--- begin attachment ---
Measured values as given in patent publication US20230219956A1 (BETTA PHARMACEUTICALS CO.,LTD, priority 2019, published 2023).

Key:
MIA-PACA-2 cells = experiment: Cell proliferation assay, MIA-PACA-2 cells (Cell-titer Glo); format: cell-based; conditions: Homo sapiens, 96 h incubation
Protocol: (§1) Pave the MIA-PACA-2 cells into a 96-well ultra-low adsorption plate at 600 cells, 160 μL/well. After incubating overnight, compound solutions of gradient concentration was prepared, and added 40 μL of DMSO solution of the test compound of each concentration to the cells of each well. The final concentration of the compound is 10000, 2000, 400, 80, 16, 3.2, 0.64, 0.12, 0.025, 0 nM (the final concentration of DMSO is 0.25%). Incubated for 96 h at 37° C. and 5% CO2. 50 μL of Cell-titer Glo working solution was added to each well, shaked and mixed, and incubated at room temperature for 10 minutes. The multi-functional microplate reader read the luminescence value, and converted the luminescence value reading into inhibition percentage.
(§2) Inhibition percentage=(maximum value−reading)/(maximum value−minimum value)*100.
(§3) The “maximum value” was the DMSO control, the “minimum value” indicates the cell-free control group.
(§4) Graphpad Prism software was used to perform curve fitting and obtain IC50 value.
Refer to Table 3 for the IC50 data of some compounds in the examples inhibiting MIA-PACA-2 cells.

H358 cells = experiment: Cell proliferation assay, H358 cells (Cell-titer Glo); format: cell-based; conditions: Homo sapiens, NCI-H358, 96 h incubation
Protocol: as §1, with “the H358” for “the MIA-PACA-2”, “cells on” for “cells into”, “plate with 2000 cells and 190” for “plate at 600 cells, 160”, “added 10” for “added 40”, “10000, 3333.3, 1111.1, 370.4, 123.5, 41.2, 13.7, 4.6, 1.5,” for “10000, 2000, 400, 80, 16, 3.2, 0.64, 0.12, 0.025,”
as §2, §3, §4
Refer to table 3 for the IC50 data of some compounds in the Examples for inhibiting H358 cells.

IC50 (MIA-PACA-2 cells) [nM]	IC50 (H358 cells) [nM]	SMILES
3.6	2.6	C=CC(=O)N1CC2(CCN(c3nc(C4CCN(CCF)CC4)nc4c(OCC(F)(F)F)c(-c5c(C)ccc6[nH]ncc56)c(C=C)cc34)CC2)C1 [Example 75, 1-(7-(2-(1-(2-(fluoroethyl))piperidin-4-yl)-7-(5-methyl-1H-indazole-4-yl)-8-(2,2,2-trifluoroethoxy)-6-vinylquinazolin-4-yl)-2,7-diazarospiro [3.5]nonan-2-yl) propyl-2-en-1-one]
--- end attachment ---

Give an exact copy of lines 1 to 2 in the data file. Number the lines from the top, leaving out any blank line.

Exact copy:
Measured values as given in patent publication US20230219956A1 (BETTA PHARMACEUTICALS CO.,LTD, priority 2019, published 2023).

Key: